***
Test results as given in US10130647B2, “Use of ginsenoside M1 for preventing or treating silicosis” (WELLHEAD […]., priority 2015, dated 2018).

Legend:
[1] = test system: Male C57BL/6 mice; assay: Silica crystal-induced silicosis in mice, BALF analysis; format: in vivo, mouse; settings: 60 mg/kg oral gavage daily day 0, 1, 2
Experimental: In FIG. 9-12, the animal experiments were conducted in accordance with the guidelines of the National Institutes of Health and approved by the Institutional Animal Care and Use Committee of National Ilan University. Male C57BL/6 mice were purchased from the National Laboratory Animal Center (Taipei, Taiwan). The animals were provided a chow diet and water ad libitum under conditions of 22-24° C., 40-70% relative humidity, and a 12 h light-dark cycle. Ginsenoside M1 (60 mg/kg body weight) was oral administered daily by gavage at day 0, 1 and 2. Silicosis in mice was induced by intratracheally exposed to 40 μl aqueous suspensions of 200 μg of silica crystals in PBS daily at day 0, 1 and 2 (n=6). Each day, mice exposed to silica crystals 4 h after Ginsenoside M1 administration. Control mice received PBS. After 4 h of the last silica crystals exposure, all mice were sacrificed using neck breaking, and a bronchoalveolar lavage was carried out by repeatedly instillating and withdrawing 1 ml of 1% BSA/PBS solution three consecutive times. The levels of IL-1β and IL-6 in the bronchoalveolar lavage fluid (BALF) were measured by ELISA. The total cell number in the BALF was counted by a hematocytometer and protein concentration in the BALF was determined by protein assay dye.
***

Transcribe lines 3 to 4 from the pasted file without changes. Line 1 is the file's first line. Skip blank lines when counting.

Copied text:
[1] = test system: Male C57BL/6 mice; assay: Silica crystal-induced silicosis in mice, BALF analysis; format: in vivo, mouse; settings: 60 mg/kg oral gavage daily day 0, 1, 2
Experimental: In FIG. 9-12, the animal experiments were conducted in accordance with the guidelines of the National Institutes of Health and approved by the Institutional Animal Care and Use Committee of National Ilan University. Male C57BL/6 mice were purchased from the National Laboratory Animal Center (Taipei, Taiwan). The animals were provided a chow diet and water ad libitum under conditions of 22-24° C., 40-70% relative humidity, and a 12 h light-dark cycle. Ginsenoside M1 (60 mg/kg body weight) was oral administered daily by gavage at day 0, 1 and 2. Silicosis in mice was induced by intratracheally exposed to 40 μl aqueous suspensions of 200 μg of silica crystals in PBS daily at day 0, 1 and 2 (n=6). Each day, mice exposed to silica crystals 4 h after Ginsenoside M1 administration. Control mice received PBS. After 4 h of the last silica crystals exposure, all mice were sacrificed using neck breaking, and a bronchoalveolar lavage was carried out by repeatedly instillating and withdrawing 1 ml of 1% BSA/PBS solution three consecutive times. The levels of IL-1β and IL-6 in the bronchoalveolar lavage fluid (BALF) were measured by ELISA. The total cell number in the BALF was counted by a hematocytometer and protein concentration in the BALF was determined by protein assay dye.